I attended Mass today on Long Island in a nice church with a good choir and good preaching. Pretty good liturgy for these days, actually. But at the end of Mass the priest gave us the final blessing saying “May almighty God bless us, in the name of the Father, the Son and the Holy Spirit.”
Doesn’t sound so bad at first hearing, and in what follows, I’m not trying to beat up on this particular priest–its a common mistake. However, two things are problematic here, and they both stem from the priest’s lack of understanding of sacramental theology and his own role acting in persona Christi.
First of all, since the priest is acting as Christ, he should say “May Almighty God bless you,” the people. Christ has no need of the blessing of the Father, because he is one with the Father. To ask that God bless “us” means that:
a) the priest has given up acting in persona Christi and his blessing is only his and not Christ’s,
b) the priest is proclaiming that Christ is creature and not God and therefore needs a blessing from God.
Oops. Small word change, big heresy. His role is to be Christ at that moment, not part of the congregation.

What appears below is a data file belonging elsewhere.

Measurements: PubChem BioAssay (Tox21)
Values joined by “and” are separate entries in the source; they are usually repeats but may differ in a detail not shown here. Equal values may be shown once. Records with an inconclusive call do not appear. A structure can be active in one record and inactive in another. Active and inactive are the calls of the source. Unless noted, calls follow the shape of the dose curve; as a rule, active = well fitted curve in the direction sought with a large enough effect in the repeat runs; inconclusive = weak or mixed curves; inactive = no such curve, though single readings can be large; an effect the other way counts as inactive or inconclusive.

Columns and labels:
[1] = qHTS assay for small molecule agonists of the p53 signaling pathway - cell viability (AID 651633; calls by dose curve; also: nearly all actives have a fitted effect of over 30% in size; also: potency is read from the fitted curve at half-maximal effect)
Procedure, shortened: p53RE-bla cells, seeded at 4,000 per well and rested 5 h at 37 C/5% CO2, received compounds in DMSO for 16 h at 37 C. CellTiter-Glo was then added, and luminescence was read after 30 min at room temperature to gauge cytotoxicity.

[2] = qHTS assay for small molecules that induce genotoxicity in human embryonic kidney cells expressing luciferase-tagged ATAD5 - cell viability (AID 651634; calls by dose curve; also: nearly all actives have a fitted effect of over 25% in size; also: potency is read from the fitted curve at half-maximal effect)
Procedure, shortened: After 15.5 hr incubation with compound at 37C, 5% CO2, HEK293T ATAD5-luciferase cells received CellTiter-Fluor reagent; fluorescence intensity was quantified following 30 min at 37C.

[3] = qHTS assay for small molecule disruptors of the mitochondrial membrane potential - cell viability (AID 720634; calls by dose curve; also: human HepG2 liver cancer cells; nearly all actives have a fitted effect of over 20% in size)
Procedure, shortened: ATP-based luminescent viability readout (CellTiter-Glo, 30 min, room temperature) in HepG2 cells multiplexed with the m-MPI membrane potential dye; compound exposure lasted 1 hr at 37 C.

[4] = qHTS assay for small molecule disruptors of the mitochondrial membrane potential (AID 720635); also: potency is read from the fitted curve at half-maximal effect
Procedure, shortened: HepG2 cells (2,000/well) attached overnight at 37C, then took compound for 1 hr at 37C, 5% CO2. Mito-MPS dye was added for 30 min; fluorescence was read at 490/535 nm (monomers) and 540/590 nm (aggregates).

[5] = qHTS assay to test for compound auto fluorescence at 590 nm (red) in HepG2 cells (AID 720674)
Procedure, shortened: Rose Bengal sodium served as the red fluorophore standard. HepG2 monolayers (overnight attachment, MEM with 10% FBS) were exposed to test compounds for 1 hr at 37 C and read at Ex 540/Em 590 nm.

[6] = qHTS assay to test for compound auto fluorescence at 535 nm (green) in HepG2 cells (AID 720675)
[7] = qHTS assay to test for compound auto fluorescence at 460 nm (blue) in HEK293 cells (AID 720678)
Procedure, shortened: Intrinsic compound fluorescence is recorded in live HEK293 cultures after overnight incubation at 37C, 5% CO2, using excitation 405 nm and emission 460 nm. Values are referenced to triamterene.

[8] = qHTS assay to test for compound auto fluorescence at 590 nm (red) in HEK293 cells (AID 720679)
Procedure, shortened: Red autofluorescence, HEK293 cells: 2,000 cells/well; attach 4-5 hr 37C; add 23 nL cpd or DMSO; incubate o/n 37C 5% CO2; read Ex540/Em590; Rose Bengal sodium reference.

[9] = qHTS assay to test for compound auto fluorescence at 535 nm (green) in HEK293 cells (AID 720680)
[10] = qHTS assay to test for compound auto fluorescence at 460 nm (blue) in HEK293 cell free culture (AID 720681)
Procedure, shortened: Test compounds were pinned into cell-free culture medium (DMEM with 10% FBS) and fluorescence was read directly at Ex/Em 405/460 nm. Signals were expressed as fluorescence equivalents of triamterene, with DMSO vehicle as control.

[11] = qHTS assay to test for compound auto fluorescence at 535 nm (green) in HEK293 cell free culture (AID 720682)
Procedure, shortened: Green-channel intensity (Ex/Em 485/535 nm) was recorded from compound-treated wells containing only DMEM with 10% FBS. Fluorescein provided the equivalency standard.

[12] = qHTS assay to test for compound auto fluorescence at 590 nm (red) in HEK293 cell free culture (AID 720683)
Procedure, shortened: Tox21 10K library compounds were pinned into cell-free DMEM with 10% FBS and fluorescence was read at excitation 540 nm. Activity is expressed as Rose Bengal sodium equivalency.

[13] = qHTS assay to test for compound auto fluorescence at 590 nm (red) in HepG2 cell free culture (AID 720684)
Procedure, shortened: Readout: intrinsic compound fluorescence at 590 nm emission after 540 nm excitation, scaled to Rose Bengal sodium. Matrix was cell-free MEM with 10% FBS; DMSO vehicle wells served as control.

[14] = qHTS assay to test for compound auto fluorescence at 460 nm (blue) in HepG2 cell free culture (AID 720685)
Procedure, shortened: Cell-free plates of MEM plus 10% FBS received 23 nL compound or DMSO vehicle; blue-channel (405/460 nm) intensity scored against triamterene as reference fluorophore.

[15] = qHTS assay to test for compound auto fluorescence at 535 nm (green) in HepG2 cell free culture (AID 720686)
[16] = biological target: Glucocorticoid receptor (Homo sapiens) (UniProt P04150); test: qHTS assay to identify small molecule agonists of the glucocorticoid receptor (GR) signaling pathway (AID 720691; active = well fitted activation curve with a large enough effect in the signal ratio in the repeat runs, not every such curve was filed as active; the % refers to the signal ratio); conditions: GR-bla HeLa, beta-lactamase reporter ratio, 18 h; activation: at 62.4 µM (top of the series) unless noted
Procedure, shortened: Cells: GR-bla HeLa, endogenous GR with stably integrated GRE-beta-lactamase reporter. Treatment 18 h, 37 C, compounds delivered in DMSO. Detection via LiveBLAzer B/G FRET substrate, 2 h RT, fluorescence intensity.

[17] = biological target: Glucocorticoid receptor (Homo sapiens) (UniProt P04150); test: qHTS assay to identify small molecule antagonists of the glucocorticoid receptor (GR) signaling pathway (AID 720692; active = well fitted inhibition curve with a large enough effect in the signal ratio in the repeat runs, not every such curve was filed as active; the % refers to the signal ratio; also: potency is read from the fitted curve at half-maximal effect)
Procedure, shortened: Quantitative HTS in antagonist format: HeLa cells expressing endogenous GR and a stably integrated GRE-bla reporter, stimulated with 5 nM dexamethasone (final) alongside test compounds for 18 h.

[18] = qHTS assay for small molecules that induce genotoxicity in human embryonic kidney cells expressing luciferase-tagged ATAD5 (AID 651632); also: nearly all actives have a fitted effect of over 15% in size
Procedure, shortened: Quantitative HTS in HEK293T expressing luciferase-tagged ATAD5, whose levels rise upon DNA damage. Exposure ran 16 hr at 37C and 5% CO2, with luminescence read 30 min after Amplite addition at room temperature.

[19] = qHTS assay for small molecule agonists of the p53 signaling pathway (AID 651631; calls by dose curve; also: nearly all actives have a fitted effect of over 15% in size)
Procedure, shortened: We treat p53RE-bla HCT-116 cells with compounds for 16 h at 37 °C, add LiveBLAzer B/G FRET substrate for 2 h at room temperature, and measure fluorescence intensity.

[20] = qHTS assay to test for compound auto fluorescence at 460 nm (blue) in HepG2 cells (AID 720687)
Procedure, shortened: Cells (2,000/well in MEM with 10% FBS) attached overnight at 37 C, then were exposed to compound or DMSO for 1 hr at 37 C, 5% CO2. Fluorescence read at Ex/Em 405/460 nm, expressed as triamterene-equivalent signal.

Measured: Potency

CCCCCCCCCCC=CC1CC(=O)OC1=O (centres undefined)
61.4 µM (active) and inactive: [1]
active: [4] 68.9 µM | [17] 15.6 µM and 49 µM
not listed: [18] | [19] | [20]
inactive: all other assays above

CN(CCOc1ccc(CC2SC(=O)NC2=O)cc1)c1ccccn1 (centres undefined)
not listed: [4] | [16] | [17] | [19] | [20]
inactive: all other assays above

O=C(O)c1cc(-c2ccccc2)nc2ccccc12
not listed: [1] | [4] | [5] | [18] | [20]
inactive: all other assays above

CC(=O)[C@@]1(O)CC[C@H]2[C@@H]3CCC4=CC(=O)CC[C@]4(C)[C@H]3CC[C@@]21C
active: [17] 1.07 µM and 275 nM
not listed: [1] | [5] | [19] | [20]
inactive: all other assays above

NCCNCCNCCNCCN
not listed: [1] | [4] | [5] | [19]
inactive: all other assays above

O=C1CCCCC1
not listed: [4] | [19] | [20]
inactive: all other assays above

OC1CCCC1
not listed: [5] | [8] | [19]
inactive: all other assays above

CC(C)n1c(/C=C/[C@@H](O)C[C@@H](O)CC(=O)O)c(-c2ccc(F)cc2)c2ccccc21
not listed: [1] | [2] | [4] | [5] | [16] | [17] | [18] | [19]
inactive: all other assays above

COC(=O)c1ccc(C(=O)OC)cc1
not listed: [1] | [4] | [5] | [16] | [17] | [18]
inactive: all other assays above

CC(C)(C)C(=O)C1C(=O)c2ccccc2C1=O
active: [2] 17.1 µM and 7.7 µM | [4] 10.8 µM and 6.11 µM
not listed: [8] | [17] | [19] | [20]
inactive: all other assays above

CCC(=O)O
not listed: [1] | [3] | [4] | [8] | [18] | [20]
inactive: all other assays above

Secondly, in the liturgy a priest does not give a blessing “in the name of the Father and the Son and the Holy Spirit.” The priest acting in persona Christi uses the words of Christ himself and therefore blesses the people in his own name, as Christ. He need not take the name (and therefore authority) of Christ; he is Christ, sacramentally speaking. The names of the persons of the Trinity are used here to describe who God is: Father, Son and Holy Spirit, not to invoke their authority. We make the Sign of the Cross at the beginning of Mass to recall our baptism, when we were baptized by a human being “in the name of” the Father, Son and Holy Spirit.
In the scheme of things, is this the biggest problem we have in the liturgy? Probably not. But since words mean things, and the fix is quite simple, let’s encourage our priests to use the words the Church gives us. Mother Church knows what she is doing.